From Employee to Employer: How to Open Your Own Business

From Employee to Employer: How to Open Your Own Business

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Using your experience, skills, and insider knowledge of an industry is a recipe for success when starting a new business. This is particularly true if you have already had a managerial role in your previous company, and know first-hand what it takes to run a successful business. This does not guarantee anything, but if you follow this guide and use your experience and knowledge you have a great shot at making it:

Use Your Experience to Find a Niche

Your experience is going to put you ahead of the game, but to really make a splash, you will want to fill a missing gap in the market. This gap, filled with your experience, will give you an edge and an opportunity to hit it off straight away.

Form a Solid Business Plan

There is a lot that goes into a sound business plan. You will need to do your due diligence here, no matter how well you know the business you are going in to or the industry. Research competitors, the market, your demographic, the tools available, and even marketing opportunities. In-depth research will create a sound business plan you can use to acquire funding and direct your efforts towards a successful launch.

Work With Others You Know

Businesses are not made in bubbles and they do not operate in bubbles. Hit up old contacts and see what they can do to help your business out. If you offer a service, you might be able to set up clients before you even launch, or if they have specialist skills, you can hire them to launch your business the right way.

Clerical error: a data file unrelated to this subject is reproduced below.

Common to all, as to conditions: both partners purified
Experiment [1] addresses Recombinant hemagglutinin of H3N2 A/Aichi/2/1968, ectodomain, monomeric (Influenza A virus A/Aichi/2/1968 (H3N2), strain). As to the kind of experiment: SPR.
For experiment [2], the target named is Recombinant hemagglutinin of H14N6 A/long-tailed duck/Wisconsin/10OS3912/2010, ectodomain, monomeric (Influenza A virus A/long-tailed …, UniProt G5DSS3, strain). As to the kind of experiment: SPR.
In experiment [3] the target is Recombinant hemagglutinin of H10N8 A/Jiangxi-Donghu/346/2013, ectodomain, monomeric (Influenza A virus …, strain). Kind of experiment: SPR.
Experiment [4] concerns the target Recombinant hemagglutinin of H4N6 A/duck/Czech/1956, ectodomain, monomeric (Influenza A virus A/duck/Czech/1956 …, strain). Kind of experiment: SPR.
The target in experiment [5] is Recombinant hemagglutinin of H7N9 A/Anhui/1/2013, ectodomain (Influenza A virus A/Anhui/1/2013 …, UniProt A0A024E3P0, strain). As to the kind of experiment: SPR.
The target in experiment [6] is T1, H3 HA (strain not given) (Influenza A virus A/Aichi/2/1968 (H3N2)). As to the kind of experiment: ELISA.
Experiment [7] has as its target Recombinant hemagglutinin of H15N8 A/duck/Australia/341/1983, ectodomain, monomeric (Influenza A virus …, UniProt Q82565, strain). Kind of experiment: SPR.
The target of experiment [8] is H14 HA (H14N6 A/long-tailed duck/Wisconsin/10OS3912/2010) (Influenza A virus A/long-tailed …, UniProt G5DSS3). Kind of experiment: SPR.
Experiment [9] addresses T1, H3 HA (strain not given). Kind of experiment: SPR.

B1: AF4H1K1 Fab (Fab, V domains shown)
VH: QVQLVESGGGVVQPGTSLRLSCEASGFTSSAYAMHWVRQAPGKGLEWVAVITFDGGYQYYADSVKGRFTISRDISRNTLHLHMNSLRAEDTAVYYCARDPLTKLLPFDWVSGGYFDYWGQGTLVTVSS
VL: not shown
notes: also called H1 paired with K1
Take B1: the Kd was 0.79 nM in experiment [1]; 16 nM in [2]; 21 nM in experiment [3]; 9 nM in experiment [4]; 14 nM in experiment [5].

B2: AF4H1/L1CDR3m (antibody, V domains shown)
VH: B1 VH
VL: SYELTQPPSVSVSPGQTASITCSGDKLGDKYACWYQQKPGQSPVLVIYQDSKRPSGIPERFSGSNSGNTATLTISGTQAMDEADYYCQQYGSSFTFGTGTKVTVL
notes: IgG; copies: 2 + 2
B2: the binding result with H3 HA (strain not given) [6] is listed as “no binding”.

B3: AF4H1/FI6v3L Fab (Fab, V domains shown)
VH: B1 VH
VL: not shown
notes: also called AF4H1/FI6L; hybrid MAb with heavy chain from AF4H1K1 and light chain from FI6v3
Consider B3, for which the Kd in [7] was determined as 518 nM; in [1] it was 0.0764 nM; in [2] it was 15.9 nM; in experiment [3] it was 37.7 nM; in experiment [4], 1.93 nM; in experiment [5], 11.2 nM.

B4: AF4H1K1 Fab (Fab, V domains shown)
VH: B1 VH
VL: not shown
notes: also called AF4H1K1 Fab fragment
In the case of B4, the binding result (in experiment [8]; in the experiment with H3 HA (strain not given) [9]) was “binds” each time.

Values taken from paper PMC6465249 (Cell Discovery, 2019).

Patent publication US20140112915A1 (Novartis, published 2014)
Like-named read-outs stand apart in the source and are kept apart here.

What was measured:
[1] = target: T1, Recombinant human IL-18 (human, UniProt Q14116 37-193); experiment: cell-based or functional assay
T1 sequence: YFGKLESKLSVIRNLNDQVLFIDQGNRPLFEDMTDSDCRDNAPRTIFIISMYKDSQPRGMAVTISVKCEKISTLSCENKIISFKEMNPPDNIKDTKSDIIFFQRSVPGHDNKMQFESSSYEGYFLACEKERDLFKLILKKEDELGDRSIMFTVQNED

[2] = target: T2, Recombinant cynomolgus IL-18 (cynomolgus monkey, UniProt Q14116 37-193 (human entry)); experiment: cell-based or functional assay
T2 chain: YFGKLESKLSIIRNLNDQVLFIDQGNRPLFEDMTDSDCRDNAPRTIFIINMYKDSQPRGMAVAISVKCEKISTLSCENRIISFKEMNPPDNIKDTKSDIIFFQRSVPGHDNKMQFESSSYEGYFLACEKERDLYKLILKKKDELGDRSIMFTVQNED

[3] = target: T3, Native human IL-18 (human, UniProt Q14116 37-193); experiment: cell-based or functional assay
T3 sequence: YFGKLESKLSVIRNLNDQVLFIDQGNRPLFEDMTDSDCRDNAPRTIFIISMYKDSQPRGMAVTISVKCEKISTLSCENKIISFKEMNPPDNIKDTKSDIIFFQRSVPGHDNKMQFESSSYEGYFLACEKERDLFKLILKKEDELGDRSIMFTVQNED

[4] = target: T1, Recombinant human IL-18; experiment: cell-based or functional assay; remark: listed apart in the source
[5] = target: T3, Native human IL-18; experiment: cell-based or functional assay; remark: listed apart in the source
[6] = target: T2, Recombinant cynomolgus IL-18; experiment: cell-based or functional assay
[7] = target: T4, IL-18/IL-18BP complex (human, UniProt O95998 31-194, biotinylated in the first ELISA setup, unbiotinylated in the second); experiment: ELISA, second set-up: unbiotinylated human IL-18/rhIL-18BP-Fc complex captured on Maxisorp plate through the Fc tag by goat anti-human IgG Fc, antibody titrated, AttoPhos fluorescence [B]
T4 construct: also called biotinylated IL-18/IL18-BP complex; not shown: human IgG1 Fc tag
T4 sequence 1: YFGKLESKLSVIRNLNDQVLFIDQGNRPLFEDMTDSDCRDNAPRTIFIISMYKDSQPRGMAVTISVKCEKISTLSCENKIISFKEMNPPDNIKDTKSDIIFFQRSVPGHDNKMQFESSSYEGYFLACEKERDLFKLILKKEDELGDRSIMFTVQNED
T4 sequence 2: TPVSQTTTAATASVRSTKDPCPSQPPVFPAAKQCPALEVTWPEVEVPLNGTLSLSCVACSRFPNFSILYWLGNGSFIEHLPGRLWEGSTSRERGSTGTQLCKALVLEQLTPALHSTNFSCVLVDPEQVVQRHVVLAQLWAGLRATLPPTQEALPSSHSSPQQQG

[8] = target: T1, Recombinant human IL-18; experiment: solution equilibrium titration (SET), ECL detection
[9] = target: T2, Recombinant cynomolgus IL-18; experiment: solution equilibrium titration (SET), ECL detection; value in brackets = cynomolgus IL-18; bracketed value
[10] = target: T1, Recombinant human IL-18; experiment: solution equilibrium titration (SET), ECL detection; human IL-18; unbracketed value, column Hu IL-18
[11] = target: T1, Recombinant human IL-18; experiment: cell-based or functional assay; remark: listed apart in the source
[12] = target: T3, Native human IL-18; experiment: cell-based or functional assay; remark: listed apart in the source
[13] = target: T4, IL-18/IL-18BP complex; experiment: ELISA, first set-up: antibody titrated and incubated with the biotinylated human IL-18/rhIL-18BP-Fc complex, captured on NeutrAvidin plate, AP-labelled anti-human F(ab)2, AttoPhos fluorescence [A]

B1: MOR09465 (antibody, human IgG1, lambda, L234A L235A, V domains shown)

Source Funding

Unless you have a significant chunk of savings you can use and not put your family at risk then you are going to want to source funding from elsewhere. This doesn’t mean you cannot put any of your funds forward. By all means, use your money to reduce the loan value, but don’t bankrupt yourself or take away the safety net for you and your family.

Instead, look into one of three options:

  1. Small Business Loans
  2. Venture Capitalists or Angel Investors
  3. Grants

Grants, venture capitalists, and angel investors are not for every business. You need to fill a gap in the market or exist in a niche that appeals to them. If your business doesn’t sound like it would suit either of the aforementioned options, don’t worry, because most don’t. That is why you will want to look at a small business loan. Banks don’t often provide these unless you have a strong credit history (as a company, not an individual), so your best bet will be to look at your options on biz2credit.com.

Prepare Your Business

All that is left now that you have your funding is to get it prepared for launch. This means setting up a search engine optimized website, creating business listings on Google and on local directories, creating social profiles if necessary, setting up your business’ infrastructure, its physical location, and so much more. Once prepared, you will finally be able to open your own business.

 

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